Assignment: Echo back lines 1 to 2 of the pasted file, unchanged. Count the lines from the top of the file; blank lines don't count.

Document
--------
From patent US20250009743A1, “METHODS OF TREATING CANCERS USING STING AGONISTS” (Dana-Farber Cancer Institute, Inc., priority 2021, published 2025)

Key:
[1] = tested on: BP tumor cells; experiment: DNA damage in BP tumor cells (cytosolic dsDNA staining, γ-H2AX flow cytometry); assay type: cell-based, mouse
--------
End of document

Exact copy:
From patent US20250009743A1, “METHODS OF TREATING CANCERS USING STING AGONISTS” (Dana-Farber Cancer Institute, Inc., priority 2021, published 2025)

Key: